Centaurea dealbata

centaurea1

If you would have asked me a couple years ago what this flower was called, I would not have hesitated to tell you it is a Cornflower.  That may be true, however, the name Cornflower is used to describe many different plants.  If you want to get more specific, this particular plant is called Centaurea dealbata.  It belongs to the second largest family of flowering plants, Asteraceae, which includes some 23,000 species.  This huge family is further broken down into genera (which is the plural form of genus).   The genus Centaurea includes some 500-600 species of herbaceous thistle-like flowering plants, including bachelor buttons, knapweeds, and this particular plant, which grows in my yard.

Trying to find a common name, I learned this is a plant of many names:  Persian Cornflower, Knapweed, Persian Bachelor Button, Persian Centaurea, Whitewash Cornflower, to name a few.  The Persian comes from the fact that this flower originated in Persia, which is now called Iran. It was introduced to Britain in 1804, so it’s been around for quite a while.  In the United States, it is a perennial, but only as far as zone 6. 

centaurea2My Persian Cornflower was purchased from a catalog 3 years ago.  When I planted it, it was sickly looking.  The first summer, there were no flowers.  Last year, a couple flowers.  This year, finally, lots of growth, lots of flowers.  It grows about 2 feet tall, and has fairly attractive green leaves, which are white underneath.  It’s not very sturdy though, so I had use a ring to keep it from falling right over.  The buds are interesting both before and after they bloom, and the flowers are beautiful.  I’m told that seeds can be collected after the seedheads dry on the plant, so I saved them.  My original purpose in planting this Cornflower was to break up a seemingly endless bed of daylilies.  That worked well, and I hope that I can coax some to grow from seeds.  This plant has turned out to be a nice addition to my garden, and I hope it will be around for many years.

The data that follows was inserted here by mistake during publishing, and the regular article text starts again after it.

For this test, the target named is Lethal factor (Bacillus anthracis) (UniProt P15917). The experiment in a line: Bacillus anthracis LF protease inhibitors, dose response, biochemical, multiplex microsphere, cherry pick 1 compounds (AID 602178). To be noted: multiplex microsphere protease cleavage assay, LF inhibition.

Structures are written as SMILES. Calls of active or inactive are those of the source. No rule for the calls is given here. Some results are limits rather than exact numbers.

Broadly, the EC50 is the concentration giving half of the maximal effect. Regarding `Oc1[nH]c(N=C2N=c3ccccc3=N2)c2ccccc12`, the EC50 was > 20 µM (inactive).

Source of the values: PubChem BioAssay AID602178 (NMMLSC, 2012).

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One Response to “Centaurea dealbata”

  1. Kem Says:

    I’d have guessed a bachelor button…interesting. Years ago, I heard that newly planted perennials “sleep the first year, creep the second, and leap the first.” Sounds like this plant followed that! Before I forget, I’ve been going to ask you if you’ve messed with planting things like marigolds to keep bugs away. I have, but it doesn’t seem to work that well–and I’ve learned that slugs will eat marigolds! Slugs are a pain in the neck out here, but a bowl of beer takes care of them fairly quickly. 🙂

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